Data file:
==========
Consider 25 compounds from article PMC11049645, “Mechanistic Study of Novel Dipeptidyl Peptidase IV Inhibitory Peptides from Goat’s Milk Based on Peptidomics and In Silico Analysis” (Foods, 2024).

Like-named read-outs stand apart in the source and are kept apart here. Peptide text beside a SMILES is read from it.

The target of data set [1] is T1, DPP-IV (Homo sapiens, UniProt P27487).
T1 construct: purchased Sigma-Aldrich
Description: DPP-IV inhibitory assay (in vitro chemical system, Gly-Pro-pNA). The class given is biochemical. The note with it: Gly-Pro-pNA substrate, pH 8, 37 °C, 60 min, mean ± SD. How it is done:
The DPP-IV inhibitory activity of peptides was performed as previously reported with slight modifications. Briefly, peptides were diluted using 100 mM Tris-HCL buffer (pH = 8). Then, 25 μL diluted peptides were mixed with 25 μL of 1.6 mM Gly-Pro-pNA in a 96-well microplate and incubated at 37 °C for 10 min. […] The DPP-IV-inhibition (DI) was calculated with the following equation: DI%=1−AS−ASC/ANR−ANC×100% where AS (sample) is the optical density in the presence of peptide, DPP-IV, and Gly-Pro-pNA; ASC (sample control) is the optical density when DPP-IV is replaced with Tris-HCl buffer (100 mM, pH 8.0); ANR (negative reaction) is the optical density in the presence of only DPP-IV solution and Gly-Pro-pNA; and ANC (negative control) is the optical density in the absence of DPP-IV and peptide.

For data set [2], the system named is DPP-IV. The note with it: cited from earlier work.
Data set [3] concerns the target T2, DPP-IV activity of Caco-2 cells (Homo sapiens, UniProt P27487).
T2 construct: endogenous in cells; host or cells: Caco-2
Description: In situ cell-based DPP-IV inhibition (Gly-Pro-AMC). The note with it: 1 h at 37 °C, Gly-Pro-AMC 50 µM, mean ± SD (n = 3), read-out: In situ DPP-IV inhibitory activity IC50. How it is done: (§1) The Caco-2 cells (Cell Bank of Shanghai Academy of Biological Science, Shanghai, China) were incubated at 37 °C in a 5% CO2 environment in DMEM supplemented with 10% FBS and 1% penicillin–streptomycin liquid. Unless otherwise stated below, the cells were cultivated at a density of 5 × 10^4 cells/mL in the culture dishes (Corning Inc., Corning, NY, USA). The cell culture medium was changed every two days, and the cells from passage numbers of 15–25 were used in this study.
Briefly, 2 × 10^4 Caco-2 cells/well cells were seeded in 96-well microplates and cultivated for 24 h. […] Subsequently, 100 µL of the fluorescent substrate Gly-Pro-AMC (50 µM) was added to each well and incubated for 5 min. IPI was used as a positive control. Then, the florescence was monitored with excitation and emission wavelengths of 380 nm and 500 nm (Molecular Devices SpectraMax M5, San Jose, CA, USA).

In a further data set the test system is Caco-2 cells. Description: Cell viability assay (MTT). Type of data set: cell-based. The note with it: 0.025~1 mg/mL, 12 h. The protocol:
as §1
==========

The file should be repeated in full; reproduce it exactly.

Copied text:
Consider 25 compounds from article PMC11049645, “Mechanistic Study of Novel Dipeptidyl Peptidase IV Inhibitory Peptides from Goat’s Milk Based on Peptidomics and In Silico Analysis” (Foods, 2024).

Like-named read-outs stand apart in the source and are kept apart here. Peptide text beside a SMILES is read from it.

The target of data set [1] is T1, DPP-IV (Homo sapiens, UniProt P27487).
T1 construct: purchased Sigma-Aldrich
Description: DPP-IV inhibitory assay (in vitro chemical system, Gly-Pro-pNA). The class given is biochemical. The note with it: Gly-Pro-pNA substrate, pH 8, 37 °C, 60 min, mean ± SD. How it is done:
The DPP-IV inhibitory activity of peptides was performed as previously reported with slight modifications. Briefly, peptides were diluted using 100 mM Tris-HCL buffer (pH = 8). Then, 25 μL diluted peptides were mixed with 25 μL of 1.6 mM Gly-Pro-pNA in a 96-well microplate and incubated at 37 °C for 10 min. […] The DPP-IV-inhibition (DI) was calculated with the following equation: DI%=1−AS−ASC/ANR−ANC×100% where AS (sample) is the optical density in the presence of peptide, DPP-IV, and Gly-Pro-pNA; ASC (sample control) is the optical density when DPP-IV is replaced with Tris-HCl buffer (100 mM, pH 8.0); ANR (negative reaction) is the optical density in the presence of only DPP-IV solution and Gly-Pro-pNA; and ANC (negative control) is the optical density in the absence of DPP-IV and peptide.

For data set [2], the system named is DPP-IV. The note with it: cited from earlier work.
Data set [3] concerns the target T2, DPP-IV activity of Caco-2 cells (Homo sapiens, UniProt P27487).
T2 construct: endogenous in cells; host or cells: Caco-2
Description: In situ cell-based DPP-IV inhibition (Gly-Pro-AMC). The note with it: 1 h at 37 °C, Gly-Pro-AMC 50 µM, mean ± SD (n = 3), read-out: In situ DPP-IV inhibitory activity IC50. How it is done: (§1) The Caco-2 cells (Cell Bank of Shanghai Academy of Biological Science, Shanghai, China) were incubated at 37 °C in a 5% CO2 environment in DMEM supplemented with 10% FBS and 1% penicillin–streptomycin liquid. Unless otherwise stated below, the cells were cultivated at a density of 5 × 10^4 cells/mL in the culture dishes (Corning Inc., Corning, NY, USA). The cell culture medium was changed every two days, and the cells from passage numbers of 15–25 were used in this study.
Briefly, 2 × 10^4 Caco-2 cells/well cells were seeded in 96-well microplates and cultivated for 24 h. […] Subsequently, 100 µL of the fluorescent substrate Gly-Pro-AMC (50 µM) was added to each well and incubated for 5 min. IPI was used as a positive control. Then, the florescence was monitored with excitation and emission wavelengths of 380 nm and 500 nm (Molecular Devices SpectraMax M5, San Jose, CA, USA).

In a further data set the test system is Caco-2 cells. Description: Cell viability assay (MTT). Type of data set: cell-based. The note with it: 0.025~1 mg/mL, 12 h. The protocol:
as §1